Island on Fire: The Revolt that Ended Slavery in the British Empire.

A peaceful labor strike at Christmas 1831 turned into a full-blown slave revolt, leaving thousands dead and hundreds of plantation houses in smoking ruins. While the rebels lost their military gamble, their sacrifice galvanized public opinion, resulting in emancipation through the British Empire two years later.

Island on Fire is a dramatic day-by-day account of this transformative uprising, the first full portrait of its enigmatic leader Samuel Sharpe, and a poignant glimpse of the dreams of the enslaved people who died fighting for their liberty. Coming May 12, 2020.

Tom Zoellner is completely right that the 1831-32 revolt in Jamaica helped break the back of slavery in the British Empire. It’s high time that we had a book like the splendid one he has written: a highly readable but carefully documented account of the greatest of all British slave rebellions, the miseries that led to it, and the momentous changes it wrought.” — Adam Hochschild, author of King Leopold’s Ghost and Bury the Chains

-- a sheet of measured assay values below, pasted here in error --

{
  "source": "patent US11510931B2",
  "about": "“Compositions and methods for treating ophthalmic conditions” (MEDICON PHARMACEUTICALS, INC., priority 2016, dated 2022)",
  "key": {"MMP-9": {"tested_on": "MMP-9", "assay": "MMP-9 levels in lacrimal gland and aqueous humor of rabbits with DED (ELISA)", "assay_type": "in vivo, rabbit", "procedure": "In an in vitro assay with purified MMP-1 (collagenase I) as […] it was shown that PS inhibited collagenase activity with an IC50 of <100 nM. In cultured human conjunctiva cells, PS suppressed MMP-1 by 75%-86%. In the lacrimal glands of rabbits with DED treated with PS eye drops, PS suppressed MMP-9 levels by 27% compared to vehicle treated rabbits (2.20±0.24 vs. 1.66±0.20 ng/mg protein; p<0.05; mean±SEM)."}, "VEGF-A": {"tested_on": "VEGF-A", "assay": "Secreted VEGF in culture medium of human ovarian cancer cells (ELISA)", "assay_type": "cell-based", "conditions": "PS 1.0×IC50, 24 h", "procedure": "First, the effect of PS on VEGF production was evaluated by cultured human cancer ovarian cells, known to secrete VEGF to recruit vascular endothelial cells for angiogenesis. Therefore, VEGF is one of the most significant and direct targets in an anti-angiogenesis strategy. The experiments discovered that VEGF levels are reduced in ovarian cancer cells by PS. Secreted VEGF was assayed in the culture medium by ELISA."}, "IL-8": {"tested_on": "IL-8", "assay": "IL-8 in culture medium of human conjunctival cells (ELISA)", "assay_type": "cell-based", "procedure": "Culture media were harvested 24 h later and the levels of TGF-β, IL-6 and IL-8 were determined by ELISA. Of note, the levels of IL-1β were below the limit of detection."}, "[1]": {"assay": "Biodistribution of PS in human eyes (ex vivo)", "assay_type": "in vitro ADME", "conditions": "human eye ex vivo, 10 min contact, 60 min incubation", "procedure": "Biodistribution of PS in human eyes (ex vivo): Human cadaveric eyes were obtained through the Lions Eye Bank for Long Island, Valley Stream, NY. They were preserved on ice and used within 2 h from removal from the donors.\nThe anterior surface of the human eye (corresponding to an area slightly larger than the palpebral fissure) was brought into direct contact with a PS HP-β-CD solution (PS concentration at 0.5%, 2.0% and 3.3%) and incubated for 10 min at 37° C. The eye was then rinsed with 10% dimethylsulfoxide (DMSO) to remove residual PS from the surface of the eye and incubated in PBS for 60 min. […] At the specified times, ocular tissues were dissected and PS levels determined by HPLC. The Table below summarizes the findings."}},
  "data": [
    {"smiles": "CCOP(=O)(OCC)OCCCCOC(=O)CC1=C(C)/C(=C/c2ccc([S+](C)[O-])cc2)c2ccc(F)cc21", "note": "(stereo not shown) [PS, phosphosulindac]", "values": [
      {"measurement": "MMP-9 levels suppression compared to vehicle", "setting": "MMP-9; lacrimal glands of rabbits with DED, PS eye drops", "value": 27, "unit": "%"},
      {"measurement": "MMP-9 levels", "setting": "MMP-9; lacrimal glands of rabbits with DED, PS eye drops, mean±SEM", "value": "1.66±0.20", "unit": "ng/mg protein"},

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Now in paperback from Penguin-Random House.

Here is the story of the most indispensable mode of transportation the world has ever known: the railroad.

We live in a world created by the trains. They made our modern food system, the beat of our music, our huge corporations and their financing methods, our labor unions, the shapes of national borders, the pleasant leafy suburbs that surround our major cities, our abstract notion of time and space, and our sense of connection with people who may live far out of sight but become still become our neighbors. All of these are products of the sweeping heritage of railroads.

An entertaining journey around the world by train, as well as a masterful narrative history, Tom Zoellner’s extraordinary book is a call to re-embrace the train not just as an old friend, but as a weapon against global headaches over trade, traffic, and energy. Trains never went away. We just forgot them. Now it is time to climb on board again.

“Spirited and bighearted…Zoellner enlightens us about an industry that’s hiding in plain sight.”—San Francisco Chronicle

“Highly entertaining, lucid and perceptive….It’s a train lover’s celebration of the great epic story of rail travel itself.”—Los Angeles Times

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